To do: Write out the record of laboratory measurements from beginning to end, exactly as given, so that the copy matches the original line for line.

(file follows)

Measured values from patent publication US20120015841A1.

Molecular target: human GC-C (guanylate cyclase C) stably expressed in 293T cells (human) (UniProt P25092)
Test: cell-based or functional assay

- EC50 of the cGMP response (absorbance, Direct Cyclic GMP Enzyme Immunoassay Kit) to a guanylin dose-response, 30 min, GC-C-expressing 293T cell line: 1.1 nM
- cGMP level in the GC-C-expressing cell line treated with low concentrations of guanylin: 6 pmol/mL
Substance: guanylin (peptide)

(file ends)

Measured values from patent publication US20120015841A1.

Molecular target: human GC-C (guanylate cyclase C) stably expressed in 293T cells (human) (UniProt P25092)
Test: cell-based or functional assay

- EC50 of the cGMP response (absorbance, Direct Cyclic GMP Enzyme Immunoassay Kit) to a guanylin dose-response, 30 min, GC-C-expressing 293T cell line: 1.1 nM
- cGMP level in the GC-C-expressing cell line treated with low concentrations of guanylin: 6 pmol/mL
Substance: guanylin (peptide)